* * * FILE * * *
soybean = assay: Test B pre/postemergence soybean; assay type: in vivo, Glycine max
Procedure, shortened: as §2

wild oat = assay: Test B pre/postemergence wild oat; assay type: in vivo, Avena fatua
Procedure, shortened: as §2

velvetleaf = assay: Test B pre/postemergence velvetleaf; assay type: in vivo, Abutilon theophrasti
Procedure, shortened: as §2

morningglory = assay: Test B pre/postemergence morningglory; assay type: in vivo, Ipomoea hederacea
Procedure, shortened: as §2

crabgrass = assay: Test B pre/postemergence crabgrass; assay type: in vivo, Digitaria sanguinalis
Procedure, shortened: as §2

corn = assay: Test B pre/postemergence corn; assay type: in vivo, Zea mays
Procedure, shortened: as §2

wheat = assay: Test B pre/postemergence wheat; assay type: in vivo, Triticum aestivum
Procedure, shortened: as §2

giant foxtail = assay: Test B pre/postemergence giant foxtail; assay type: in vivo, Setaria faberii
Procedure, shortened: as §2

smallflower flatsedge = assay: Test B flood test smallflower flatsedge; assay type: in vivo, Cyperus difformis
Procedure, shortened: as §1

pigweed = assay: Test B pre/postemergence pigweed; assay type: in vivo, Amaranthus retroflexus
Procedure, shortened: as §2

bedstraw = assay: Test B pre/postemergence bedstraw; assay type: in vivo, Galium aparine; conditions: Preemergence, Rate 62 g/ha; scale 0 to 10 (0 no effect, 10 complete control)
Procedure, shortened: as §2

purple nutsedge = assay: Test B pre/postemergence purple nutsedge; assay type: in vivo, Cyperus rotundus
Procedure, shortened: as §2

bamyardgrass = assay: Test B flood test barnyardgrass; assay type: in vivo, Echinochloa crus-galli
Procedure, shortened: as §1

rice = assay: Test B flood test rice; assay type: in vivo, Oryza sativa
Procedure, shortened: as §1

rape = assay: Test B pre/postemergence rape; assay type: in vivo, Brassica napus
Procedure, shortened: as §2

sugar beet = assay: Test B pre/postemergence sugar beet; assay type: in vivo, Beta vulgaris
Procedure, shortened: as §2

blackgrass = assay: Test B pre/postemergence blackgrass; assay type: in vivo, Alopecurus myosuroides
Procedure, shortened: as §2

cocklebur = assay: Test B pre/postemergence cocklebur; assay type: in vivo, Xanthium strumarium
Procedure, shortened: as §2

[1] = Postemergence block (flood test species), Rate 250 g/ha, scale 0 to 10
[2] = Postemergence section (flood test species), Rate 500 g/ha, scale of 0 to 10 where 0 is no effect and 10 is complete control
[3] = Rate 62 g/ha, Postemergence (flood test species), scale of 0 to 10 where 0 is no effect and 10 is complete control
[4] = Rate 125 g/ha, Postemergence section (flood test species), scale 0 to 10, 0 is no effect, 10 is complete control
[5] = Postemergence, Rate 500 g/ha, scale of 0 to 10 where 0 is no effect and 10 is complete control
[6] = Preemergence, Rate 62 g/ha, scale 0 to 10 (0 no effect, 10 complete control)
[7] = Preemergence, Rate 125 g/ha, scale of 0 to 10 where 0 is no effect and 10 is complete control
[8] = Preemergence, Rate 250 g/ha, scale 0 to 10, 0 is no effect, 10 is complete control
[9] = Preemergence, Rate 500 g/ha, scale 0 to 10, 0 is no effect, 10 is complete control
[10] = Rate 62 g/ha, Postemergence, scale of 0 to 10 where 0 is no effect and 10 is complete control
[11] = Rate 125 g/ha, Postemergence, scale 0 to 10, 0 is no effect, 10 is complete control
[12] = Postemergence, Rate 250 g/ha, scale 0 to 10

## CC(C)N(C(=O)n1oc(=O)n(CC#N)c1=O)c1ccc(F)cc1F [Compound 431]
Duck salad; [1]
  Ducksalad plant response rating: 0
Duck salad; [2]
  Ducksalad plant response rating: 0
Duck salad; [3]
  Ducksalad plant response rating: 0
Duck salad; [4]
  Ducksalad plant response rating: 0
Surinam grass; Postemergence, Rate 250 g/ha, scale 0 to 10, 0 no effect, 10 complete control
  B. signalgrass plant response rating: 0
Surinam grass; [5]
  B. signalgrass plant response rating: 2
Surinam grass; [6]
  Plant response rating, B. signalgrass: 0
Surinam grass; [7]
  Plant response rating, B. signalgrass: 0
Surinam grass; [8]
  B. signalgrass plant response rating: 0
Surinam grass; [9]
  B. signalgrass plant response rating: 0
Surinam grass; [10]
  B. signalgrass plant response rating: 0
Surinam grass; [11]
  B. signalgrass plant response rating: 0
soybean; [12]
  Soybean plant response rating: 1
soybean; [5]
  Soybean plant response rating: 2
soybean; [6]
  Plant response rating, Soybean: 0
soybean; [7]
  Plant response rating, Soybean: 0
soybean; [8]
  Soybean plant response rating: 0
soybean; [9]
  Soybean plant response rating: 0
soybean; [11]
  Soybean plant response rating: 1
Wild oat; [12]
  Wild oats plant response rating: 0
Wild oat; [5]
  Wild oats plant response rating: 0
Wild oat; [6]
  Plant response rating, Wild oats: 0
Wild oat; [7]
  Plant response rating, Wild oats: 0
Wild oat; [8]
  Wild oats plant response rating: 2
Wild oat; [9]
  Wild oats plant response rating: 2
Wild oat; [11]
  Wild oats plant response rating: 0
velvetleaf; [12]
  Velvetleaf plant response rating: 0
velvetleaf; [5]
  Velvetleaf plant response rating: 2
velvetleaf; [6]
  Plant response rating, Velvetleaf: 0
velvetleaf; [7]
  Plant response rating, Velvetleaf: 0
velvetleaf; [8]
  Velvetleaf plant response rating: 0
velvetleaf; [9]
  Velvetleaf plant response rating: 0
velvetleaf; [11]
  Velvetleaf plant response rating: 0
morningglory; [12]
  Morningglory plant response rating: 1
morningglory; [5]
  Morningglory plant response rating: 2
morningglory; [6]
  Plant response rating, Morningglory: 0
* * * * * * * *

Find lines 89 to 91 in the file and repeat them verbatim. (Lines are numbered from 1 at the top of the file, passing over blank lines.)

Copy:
  Wild oats plant response rating: 0
Wild oat; [5]
  Wild oats plant response rating: 0